Australia: TV takes 84.5% of all video viewing

The latest Australian Multi-Screen Report – from Regional TAM, OzTAM and Nielsen, covering the fourth quarter of 2015 – shows that, despite the proliferation of connected devices, the vast majority of all video viewing in Australia takes place on in-home TV sets.

Across all screens and all types of video content – broadcast and non-broadcast – 84.5 per cent of viewing is on TV sets.

87.4 per cent of Australians watch broadcast TV on in-home TV sets each week, while 91.4 per cent of broadcast TV watched on TV sets was live to air.

Computers, tables and smartphones comprise 15.5 per cent of the time Australians spend watching video of any kind – an average 15 hours 42 minutes each month.

Australians played an average of 112 minutes per week of broadcasters’ Internet delivered TV content – only about 1 per cent of broadcast TV viewing in the period.

Chair of Regional TAM and Nine Entertainment Co Director of Regional Strategy Deborah Wright commented: “The Australian Multi-Screen report continues to provide a holistic national overview of consumers’ viewing habits across platforms and devices. In a market where consumers have an ever growing list of options to view video content, the in-home TV set remains the predominate screen of choice. Our Regional TAM audiences in particular are spending almost 95 hours a month on average watching television, which is almost 9.5 hours more than the national average.”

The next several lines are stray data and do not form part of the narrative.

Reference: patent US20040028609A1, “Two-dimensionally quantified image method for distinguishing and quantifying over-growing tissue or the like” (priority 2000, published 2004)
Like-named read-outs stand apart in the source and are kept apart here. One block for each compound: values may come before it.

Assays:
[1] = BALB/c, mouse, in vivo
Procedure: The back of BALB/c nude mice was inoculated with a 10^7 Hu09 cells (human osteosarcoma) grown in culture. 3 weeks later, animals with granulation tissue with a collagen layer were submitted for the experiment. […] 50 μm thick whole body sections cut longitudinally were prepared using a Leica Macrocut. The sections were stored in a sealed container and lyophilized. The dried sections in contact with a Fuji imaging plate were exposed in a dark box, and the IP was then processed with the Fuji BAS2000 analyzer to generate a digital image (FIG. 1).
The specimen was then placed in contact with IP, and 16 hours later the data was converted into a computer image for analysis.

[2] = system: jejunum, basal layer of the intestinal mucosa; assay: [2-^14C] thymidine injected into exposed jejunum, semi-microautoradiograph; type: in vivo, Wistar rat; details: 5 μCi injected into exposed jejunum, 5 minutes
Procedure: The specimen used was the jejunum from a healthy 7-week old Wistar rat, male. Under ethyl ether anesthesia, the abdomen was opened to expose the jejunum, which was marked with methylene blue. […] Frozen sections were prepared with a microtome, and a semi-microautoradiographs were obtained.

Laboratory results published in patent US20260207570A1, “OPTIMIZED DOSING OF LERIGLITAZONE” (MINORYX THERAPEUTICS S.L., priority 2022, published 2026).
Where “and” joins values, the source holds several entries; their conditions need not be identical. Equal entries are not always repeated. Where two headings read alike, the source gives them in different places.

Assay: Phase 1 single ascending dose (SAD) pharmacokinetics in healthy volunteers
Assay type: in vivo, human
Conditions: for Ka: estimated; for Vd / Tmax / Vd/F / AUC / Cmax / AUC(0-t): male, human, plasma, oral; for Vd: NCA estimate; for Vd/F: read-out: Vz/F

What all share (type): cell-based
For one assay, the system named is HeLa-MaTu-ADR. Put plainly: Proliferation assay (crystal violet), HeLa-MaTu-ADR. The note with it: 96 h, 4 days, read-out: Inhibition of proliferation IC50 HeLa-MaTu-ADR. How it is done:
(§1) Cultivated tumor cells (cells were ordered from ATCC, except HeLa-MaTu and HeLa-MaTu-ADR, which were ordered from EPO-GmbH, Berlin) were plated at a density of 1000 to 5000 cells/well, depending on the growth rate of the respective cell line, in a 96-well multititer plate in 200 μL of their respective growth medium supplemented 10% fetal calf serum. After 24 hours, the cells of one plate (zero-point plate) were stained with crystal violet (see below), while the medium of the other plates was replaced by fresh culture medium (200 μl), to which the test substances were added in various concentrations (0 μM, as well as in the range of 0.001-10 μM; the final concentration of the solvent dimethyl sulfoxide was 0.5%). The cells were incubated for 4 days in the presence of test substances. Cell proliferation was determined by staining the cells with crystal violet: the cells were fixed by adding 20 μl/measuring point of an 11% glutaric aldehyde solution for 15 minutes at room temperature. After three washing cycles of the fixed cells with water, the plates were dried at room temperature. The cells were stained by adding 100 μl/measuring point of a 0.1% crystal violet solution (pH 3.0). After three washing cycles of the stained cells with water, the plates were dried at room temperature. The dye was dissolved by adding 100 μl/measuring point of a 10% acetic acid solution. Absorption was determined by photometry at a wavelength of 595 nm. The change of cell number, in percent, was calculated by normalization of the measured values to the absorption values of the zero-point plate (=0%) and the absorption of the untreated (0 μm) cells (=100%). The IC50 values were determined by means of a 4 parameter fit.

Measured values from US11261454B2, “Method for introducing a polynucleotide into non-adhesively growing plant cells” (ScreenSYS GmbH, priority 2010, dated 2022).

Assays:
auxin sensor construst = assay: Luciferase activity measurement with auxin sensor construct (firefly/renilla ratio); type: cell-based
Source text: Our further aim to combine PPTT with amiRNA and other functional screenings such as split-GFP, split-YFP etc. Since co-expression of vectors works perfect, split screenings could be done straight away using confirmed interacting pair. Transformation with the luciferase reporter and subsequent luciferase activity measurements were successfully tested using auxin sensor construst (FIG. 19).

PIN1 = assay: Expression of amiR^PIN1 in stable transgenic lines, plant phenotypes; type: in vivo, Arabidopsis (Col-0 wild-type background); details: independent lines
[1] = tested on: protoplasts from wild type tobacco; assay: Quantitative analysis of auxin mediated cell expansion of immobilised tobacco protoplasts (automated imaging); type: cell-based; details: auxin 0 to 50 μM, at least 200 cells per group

OzTAM CEO Doug Peiffer added: “Connected devices are the new PVRs. As penetration rates for conventional personal video recorders level off, the number of PVRs actually in the market has grown dramatically: people now use their desktops, laptops, tablets and smartphones to watch catch up TV – just as they’ve grown used to time-shifting their broadcast viewing. Today, access to content means anywhere, any time, any connected device. OzTAM’s new VPM Report tracks this emerging behaviour, revealing how the audience to a piece of content travels across all platforms.”

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Originally posted at Advanced Television
9th March 2016